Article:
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Doing Life Together

homework-1815899_1920Question: Our 7-year-old son isn’t persistent and struggles to finish things he begins. He easily gives up. My husband doesn’t think this is an issue, but I disagree and would like my husband to require him to stick to things more. My husband takes a hands-off approach. Can you help with this?

Persistence is a trait that most parents want to see developed in their children. We know from research that persistent children are less likely to be delinquent and more likely to be engaged in school. This is good and an advantage to give to our children.

We also know dads are key. A study in the Journal of Early Adolescence concludes that dads matter when it comes to developing persistence. Brigham Young University researchers studied children from two-parent families and found that a dad’s parenting style, more so than a mom’s, influenced persistence in children. Specifically, dads who used an authoritative parenting style influenced their kids in a positive way when it comes to persistence.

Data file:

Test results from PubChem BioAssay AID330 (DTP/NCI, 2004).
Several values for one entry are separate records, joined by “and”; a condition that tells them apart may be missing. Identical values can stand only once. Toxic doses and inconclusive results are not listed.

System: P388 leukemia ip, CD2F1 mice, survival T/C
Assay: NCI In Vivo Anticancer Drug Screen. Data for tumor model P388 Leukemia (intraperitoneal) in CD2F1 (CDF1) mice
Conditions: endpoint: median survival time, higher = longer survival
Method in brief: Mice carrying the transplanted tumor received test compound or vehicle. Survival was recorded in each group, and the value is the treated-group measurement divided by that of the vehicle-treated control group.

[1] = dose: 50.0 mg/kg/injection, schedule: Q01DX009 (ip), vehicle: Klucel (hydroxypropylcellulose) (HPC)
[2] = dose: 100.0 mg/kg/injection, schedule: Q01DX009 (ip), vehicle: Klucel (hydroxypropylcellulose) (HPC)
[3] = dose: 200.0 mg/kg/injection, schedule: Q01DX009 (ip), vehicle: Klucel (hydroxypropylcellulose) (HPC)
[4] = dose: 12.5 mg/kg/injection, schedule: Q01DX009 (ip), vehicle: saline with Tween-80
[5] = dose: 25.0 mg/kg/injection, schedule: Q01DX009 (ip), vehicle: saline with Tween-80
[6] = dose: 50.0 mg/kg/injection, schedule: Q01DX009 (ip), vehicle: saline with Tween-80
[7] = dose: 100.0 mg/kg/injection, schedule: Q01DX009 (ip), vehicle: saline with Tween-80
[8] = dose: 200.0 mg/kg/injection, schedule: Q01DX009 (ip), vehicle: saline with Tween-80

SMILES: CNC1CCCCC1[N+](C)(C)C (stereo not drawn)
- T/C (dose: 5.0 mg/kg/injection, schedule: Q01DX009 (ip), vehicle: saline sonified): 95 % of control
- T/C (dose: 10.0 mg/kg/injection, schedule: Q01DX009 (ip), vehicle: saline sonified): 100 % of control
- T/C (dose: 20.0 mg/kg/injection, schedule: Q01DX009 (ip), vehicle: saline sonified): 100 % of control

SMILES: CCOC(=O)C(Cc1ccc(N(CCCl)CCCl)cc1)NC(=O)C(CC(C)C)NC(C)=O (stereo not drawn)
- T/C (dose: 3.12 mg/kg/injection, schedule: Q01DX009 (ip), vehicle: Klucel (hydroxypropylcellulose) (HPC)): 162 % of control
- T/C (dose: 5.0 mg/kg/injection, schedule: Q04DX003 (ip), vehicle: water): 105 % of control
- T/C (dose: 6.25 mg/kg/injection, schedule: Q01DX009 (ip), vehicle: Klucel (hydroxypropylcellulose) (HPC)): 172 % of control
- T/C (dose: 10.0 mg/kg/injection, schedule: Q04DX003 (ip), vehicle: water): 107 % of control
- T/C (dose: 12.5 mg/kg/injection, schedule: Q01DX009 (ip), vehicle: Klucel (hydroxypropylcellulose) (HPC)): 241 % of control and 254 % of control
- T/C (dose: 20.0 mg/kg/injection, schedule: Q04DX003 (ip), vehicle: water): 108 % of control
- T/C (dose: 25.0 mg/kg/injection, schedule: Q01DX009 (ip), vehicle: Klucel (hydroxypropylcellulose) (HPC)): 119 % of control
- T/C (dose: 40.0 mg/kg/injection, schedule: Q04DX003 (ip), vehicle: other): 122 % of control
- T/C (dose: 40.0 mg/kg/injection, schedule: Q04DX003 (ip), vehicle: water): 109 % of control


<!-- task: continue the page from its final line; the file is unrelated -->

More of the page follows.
Authoritative parenting is characterized by a warm style of lovingly listening, but also providing rules and structure. Rules are explained and autonomy is encouraged. So there is a nice balance between loving and accountability. Every child needs a listening dad who sets structure and provides accountability in a way that is authoritative and loving. This approach, when it comes to supporting your children to stay in the game and reach the end goal, is an important role to play.

So yes, he needs to change from a passive style to an authoritative style of parenting that helps your son be more persistent and develop a stick-to-it-ness.

 

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